PESHAWAR, Jan 23: There are fears that foreign funds could lapse due to slow work by line departments on rehabilitation activities in Malakand division.
Representatives of foreign donors told Dawn after a meeting with the provincial government on January 18 that inefficiency and lack of institutional capacity on part of line departments were frustrating their agencies.
“They (the government) have a lot of money. What they need is to increase their efficiency,” European Union’s development advisor Imran Ashraf said, adding that “his organisation is looking into possibilities to provide funds for the rehabilitation of Malakand division.”
The communication and works department forms major concern for some donor organisations, especially the United States Agency for International Development, according to a provincial government official.
The department’s failure to complete the infrastructure projects on time may cost the people of Malakand division dearly as, according to the official, not many donor agencies liked to extend their project timelines more than twice in case of delays.
“They (departments) do have capacity issues,” said the representative of an international development agency involved in Malakand division, adding that “you have started the work (development projects) that was one thing, now there is an increasing need for completing the projects on time.”
The provincial government’s development portfolio concerning Malakand division heavily relies on international aid agencies and foreign donors. Of the seven sectoral development programmes under execution in Malakand, six have been funded by international development agencies like USAID, GIZ and UNDP, and donor countries such as Italy, Japan and Switzerland.
Four of the sectoral programmes involve a total investment of $138 million, and two others will be completed with a total of 7.5 million Euros investment, according to a provincial government document.
However, the 100 per cent use of the promised funds on part of the government departments seemed to be a distant possibility at this point of time as some programmes, said the official, were encountering delays due to slow implementation.
The $66 million USAID funded Khyber Pakhtunkhwa Reconstruction Program involves the construction of 118 schools and 19 health facilities among a host of other development activities planned under it as part of the rehabilitation of Malakand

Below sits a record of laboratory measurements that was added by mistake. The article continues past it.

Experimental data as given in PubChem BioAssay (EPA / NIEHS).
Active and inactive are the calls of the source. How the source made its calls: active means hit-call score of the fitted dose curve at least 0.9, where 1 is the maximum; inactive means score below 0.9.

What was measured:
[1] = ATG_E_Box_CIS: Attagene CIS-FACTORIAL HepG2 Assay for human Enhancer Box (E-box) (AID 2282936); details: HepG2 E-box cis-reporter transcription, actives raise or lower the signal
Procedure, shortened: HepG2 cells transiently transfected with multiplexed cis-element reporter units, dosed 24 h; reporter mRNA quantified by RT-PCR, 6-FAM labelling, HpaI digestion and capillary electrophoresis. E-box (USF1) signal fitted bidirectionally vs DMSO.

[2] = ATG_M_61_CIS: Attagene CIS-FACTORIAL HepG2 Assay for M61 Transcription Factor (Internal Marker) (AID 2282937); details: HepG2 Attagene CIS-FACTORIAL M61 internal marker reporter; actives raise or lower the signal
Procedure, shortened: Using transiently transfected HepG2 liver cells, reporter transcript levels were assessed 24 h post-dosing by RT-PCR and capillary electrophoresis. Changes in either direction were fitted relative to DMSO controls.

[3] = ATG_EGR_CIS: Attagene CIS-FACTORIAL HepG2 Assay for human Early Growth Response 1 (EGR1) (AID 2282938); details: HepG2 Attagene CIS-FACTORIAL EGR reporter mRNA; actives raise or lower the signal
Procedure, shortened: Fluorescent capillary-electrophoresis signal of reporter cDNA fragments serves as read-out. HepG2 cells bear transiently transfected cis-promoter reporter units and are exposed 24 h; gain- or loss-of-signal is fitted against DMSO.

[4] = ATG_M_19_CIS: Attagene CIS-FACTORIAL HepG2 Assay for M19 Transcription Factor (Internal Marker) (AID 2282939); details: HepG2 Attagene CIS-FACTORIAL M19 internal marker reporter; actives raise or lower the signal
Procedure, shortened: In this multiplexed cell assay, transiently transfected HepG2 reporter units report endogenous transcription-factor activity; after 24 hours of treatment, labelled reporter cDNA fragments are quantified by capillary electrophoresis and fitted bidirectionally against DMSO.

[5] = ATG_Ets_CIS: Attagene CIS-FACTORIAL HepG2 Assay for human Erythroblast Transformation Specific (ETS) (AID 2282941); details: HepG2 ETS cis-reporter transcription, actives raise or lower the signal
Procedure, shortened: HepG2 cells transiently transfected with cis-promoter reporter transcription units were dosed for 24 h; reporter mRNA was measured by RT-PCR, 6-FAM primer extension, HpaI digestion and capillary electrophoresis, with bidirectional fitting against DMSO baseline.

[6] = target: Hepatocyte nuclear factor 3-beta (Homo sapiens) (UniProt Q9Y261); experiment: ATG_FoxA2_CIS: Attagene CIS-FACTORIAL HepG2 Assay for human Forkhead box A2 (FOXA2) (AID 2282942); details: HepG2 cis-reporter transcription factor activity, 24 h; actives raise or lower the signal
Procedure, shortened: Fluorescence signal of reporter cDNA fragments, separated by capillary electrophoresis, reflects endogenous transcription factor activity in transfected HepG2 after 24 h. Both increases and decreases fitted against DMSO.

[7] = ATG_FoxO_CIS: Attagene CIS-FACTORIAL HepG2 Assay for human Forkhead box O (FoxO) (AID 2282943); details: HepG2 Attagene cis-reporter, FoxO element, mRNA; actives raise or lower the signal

division.As per the programme’s timeline, 20 of the 118 under construction schools were planned to complete by December 31, 2011, two by January 31, 2012 and one more by the end of next February.
However, the schools’ construction, said an informed official, was plagued by slow execution on part of private contractors hired by the Communication and Works department.
“The construction of 20 schools slated to complete in December 2011 would even miss the revised completion date of January 31, 2012,” said the official.
An international donor agency’s representative told Dawn that the delay might cause complications.
“If contractors cannot complete 50 per cent of the assigned work, or even 30 per cent work, or even 10 per cent work within the scheduled timeframe, then there are strong chances that their people sitting in Washington might ask ‘what is
happening?’,” the foreign representative said about the slow pace of work at some USAID-funded construction of schools in Malakand.
A provincial government official said several of the private contractors involved in the construction of schools had run into difficulty. In many instances, the contractors had been complaining of incurring financial losses due to the high construction standards laid down by the contract awarding agency.
Other than the USAID-funded programme, the Italian government sponsored ‘Early Recovery of Agriculture and Livelihood Program’ has also been suffering due to delays, say officials.
The timely completion of foreign-funded programmes was regarded as a ‘challenge’ by outgoing director general the Provincial Reconstruction, Rehabilitation and Settlement Authority Shakeel Qadir Khan in his presentation at the January 18 meetings with representatives of foreign donors at Islamabad.
He had mentioned ‘delivery according to timelines’ as a way forward to maintain foreign donors’ confidence.